A Leaflet in the church at St Buryan, points out that Mathew de Medunta who was appointed as the Dean in 1300AD was a Frenchman belonging to the household of Queen Margaret. He was followed by another Frenchman John De Maunte 1318AD. Strange as it may seem. these two were the only Deans who are known to have definitely visited and lived in the Deanery of St. Buryan between the years 1301 and 1850 the others choosing to take the tithes whilst leaving the church work to monks and curates. It could well be that the St Buryan carving was done in the period when one of these Frenchmen was the incumbent thus the similarity to the French style. (Ref.3) If it is not from that period, then it will most probably be from the late 15th or early 16th century when the church was totally rebuilt. Craftsmen from Brittany came over to Cornwall to work on the wood carvings in a number of churches around this time.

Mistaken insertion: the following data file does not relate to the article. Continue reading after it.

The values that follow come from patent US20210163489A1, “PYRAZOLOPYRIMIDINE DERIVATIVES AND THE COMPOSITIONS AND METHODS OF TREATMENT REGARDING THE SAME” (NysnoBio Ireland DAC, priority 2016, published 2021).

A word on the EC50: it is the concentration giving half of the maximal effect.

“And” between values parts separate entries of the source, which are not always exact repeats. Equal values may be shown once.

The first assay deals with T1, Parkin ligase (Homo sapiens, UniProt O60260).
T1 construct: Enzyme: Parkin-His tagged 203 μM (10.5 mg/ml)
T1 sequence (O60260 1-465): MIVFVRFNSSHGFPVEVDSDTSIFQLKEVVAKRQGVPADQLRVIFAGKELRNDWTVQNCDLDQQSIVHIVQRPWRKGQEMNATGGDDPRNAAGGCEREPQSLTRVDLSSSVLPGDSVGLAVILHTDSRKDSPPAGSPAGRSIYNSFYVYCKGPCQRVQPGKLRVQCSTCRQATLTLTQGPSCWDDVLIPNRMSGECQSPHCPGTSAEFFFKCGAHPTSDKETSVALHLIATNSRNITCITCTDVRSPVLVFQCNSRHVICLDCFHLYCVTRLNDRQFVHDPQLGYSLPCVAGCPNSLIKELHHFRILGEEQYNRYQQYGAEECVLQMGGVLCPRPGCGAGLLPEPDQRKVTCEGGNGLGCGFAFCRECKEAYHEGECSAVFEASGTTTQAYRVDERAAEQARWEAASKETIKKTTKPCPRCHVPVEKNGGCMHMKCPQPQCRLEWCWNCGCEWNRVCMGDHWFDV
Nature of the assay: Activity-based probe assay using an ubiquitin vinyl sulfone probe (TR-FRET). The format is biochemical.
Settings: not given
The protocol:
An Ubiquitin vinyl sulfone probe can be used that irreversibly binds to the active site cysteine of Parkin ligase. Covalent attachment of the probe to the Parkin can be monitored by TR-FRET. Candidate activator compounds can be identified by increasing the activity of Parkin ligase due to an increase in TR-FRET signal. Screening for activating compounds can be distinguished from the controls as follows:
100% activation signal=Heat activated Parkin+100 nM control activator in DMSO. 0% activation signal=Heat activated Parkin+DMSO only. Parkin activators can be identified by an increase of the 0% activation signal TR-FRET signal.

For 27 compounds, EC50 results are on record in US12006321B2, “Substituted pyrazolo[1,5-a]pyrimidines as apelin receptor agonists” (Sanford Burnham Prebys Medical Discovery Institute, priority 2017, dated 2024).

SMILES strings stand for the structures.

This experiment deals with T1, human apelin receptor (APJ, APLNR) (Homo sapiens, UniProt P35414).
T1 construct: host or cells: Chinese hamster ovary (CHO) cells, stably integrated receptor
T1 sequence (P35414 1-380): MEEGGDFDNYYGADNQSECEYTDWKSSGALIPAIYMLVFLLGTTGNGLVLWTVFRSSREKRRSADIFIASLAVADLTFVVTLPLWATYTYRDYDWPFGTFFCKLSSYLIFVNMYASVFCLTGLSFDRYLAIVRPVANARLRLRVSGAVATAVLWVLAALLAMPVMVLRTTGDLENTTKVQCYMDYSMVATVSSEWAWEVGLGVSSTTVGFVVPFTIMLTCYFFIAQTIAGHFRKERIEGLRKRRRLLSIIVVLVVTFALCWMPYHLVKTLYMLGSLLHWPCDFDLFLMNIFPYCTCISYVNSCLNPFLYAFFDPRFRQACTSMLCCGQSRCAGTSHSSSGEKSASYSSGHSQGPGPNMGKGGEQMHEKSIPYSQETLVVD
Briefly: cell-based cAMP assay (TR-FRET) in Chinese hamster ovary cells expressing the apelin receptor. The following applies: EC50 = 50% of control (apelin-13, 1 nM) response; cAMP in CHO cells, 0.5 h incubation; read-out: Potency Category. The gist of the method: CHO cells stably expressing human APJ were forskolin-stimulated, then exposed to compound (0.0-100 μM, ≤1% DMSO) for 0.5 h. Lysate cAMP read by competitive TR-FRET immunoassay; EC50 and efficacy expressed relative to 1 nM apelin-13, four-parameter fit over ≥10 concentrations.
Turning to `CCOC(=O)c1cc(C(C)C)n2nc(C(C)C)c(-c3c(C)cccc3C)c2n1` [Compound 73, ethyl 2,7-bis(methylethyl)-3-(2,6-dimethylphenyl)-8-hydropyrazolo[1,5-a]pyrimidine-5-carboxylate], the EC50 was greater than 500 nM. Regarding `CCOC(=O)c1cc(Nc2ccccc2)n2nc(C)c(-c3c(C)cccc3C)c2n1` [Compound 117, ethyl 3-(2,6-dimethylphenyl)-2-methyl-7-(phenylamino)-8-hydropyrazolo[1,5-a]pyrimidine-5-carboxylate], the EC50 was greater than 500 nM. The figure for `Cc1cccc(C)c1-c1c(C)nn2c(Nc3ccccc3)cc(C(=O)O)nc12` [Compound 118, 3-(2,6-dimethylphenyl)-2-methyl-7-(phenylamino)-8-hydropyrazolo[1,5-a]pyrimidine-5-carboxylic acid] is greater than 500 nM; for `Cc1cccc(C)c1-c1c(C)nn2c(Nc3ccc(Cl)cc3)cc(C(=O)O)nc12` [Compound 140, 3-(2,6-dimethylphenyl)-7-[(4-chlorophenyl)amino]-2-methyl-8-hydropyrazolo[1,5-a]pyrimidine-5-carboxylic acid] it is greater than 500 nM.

only other carved mermaid I have found to date in Cornwall is in the Church at
Camborne. (see note). But Cornwall's medieval churches also had pictures painted
on the walls and on the 14th of March 1740
Ludgvan uncovered a painting whilst brushing the walls in order to wash them again with lime. The brushing brought
down a thin scale of plaster. The then rector Dr William Borlaise who was
also a well known antiquarian drew a sketch of the
paintings Having completed the drawing Dr. Borlaise ordered the workmen to
cover the painting with a lime wash and in the 19th century modernisation
of the church all the paintings were lost when all the plaster was removed from
the walls. (Ref. 4) Thankfully in 1872 the Rev. W Iago
was going through some of Dr. Borlaise papers and came across the sketch and
made a further copy which is shown below.
Ludgvan painting was not the only one to suffer this fate. It was probably the
norm to have similar paintings in all of Cornwall's churches but many where
either destroyed of lime washed over at the time of the reformation. The
Victorian passion for modernisation meant that almost all were then destroyed
when the wall plaster was removed.
have however found, to date, three Cornish churches with representations of the mermaid
still surviving in medieval wall paintings of St Christopher. The churches are